Euro project to arrest us for what they think we will do
Wed, 23 Sep 2009 16:28 EDT
Radical Think Tank Open Europe has this week exposed a study by the EU that could lead to the creation of a massive cross-Europe database, amassing vast amounts of personal data on every single citizen in the EU.
The scope of this project also reveals a growing governmental preference for systems capable of locking people up not for what they have done, but for what they might do.
Open Europe (OE) researcher, Stephen Booth, has been reviewing projects currently in receipt of EU funding. Last week he identified one of these – Project INDECT – as having potentially far-reaching effects for anyone living or working in Europe. The main objectives of this project, according to its own website, are:
To develop a platform for: the registration and exchange of operational data, acquisition of multimedia content, intelligent processing of all information and automatic detection of threats and recognition of abnormal behaviour or violence, to develop the prototype of an integrated, network-centric system supporting the operational activities of police officers.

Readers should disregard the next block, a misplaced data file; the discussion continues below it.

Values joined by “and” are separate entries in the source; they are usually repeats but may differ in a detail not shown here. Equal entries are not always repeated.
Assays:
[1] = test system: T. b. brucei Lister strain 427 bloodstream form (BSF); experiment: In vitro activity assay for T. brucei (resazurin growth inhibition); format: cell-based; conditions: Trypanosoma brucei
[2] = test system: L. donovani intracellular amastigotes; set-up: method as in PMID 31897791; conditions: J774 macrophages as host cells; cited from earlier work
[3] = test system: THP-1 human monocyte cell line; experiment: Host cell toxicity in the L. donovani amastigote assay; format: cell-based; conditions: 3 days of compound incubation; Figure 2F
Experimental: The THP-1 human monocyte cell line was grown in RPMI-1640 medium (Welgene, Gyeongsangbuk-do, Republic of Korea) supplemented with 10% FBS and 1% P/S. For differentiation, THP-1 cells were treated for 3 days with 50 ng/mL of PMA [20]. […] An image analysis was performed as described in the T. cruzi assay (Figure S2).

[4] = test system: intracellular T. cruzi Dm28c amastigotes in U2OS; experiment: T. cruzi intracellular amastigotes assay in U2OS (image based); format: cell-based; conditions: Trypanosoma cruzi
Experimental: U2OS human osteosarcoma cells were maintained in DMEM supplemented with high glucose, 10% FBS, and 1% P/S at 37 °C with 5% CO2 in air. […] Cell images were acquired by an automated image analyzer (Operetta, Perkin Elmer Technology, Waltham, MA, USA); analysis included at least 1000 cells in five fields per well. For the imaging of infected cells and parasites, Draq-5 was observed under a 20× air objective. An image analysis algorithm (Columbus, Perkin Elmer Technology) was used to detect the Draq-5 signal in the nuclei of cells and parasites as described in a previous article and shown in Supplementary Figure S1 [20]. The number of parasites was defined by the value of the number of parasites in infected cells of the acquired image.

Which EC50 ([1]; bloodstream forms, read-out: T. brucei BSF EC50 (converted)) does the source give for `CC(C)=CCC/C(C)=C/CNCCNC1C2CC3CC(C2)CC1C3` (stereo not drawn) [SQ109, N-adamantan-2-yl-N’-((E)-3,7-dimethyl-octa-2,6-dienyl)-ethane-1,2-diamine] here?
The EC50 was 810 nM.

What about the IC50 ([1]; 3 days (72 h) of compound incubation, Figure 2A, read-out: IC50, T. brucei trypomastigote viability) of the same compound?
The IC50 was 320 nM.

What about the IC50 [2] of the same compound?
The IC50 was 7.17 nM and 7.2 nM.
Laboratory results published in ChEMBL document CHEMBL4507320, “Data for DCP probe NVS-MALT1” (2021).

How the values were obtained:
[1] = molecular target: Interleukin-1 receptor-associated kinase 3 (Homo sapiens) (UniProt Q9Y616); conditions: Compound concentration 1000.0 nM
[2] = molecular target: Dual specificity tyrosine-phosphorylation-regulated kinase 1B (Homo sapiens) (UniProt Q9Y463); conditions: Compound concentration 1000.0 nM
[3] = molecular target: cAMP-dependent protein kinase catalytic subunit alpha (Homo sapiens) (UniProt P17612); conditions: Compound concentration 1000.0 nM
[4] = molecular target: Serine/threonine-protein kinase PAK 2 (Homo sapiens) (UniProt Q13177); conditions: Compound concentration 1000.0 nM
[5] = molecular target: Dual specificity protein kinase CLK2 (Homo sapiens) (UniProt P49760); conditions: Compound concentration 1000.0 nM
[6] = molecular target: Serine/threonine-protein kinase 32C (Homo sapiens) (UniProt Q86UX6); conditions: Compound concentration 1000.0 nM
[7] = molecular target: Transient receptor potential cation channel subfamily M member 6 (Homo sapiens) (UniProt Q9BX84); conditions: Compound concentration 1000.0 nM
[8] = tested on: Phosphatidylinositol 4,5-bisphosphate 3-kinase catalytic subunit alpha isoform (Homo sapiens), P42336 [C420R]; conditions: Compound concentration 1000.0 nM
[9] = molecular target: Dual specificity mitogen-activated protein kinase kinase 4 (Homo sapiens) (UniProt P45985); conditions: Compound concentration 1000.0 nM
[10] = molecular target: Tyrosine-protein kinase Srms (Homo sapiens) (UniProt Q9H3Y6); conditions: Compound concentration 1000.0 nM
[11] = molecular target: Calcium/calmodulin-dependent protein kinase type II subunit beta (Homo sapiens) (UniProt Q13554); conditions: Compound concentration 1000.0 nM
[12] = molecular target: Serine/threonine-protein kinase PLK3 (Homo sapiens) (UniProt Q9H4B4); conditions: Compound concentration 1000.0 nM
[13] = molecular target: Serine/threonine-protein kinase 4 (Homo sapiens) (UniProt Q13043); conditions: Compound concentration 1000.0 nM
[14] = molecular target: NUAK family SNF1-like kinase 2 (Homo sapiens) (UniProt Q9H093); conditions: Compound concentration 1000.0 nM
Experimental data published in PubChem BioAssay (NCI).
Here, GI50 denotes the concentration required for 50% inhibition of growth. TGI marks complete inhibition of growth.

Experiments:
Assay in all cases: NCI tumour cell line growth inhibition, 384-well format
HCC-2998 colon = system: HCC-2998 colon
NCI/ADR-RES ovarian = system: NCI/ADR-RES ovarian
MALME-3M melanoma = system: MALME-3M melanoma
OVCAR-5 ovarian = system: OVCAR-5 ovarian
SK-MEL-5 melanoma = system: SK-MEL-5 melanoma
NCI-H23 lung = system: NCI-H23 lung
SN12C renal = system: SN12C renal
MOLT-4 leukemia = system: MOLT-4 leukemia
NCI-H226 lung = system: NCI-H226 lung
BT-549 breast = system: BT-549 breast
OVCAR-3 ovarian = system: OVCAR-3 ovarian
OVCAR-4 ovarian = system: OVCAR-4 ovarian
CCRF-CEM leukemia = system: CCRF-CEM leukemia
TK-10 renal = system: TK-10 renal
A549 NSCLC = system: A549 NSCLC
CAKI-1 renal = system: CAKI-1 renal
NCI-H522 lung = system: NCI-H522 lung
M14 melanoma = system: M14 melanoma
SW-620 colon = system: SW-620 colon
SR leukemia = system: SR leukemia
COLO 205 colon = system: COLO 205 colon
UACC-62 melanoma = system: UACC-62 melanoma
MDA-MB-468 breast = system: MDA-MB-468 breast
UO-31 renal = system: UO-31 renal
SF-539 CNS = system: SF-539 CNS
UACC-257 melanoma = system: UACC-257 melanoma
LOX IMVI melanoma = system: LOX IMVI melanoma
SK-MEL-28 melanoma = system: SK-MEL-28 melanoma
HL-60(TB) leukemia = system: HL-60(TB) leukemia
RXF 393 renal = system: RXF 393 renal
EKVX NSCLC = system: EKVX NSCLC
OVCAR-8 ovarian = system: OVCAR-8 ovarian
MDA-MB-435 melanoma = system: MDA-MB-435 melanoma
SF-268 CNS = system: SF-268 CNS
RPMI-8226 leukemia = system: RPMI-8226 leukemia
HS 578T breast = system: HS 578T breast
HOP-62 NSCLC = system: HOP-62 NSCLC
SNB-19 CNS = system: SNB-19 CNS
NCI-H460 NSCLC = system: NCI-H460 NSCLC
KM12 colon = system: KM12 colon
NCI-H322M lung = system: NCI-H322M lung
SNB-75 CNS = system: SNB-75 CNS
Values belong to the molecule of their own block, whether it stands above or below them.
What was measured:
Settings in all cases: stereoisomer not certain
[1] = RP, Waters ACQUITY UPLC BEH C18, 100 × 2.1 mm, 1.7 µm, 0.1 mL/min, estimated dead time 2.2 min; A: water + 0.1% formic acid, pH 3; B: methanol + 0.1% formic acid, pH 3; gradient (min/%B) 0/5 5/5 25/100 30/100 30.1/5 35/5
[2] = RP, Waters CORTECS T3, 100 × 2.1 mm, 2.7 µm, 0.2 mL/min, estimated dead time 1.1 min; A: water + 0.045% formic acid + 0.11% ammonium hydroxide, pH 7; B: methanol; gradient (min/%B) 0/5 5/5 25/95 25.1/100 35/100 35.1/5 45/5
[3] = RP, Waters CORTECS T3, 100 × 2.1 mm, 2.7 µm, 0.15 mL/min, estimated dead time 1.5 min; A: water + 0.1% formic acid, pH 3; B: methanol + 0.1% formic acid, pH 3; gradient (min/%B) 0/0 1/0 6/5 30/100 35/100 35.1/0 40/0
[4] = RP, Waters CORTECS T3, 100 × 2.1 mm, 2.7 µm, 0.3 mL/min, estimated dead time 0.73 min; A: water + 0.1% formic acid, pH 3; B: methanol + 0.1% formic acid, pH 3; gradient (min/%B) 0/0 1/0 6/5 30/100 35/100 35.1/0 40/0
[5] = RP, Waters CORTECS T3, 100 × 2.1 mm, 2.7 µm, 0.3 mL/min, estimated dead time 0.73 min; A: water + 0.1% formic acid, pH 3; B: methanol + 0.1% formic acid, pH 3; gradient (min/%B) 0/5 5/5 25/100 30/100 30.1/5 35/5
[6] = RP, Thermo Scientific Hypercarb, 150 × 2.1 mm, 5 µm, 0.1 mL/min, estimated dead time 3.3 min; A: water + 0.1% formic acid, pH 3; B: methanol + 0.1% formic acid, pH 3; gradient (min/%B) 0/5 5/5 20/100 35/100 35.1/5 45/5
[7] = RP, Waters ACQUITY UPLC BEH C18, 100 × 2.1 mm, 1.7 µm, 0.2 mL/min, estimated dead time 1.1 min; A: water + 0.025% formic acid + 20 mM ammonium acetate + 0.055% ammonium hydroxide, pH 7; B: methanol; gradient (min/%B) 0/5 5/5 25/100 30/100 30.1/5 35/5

In addition, it aims “to develop a set of techniques supporting surveillance of internet resources, analysis of the acquired information, and detection of criminal activities and threats.”
There are two controversial aspects to this research. First is the extent of data collection implied by the project scope. Second, and perhaps far more worrying, is the proposition that law enforcement agencies, in possession of sufficient data, will in future be able to model potentially criminal and anti-social behaviour and therefore focus on individuals before crimes are committed.
In this, it echoes another EU-sponsored piece of research – ADABTS – which is all about Automatic Detection of Abnormal Behaviour and Threats in crowded Spaces. According to the ADABTS prospectus, it “aims to develop models for abnormal and threat behaviours and algorithms for automatic detection of such behaviours as well as deviations from normal behaviour in surveillance data.”
The INDECT project is co-ordinated by Polish academic Professor Andrzej Dziech. Participants include several institutions from Poland – which until recently had its own issues with over-arching state surveillance – as well as the Northern Ireland Police Service.
Shami Chakrabarti, the director of human rights group Liberty, described this approach as a “sinister step” for any country, but “positively chilling” on a European scale.
Stephen Booth added: “The problem with the EU funding these types of projects is the lack of accountability. Citizens are left completely in the dark as to who has approved them and there is no way to ensure that civil liberties are being duly respected.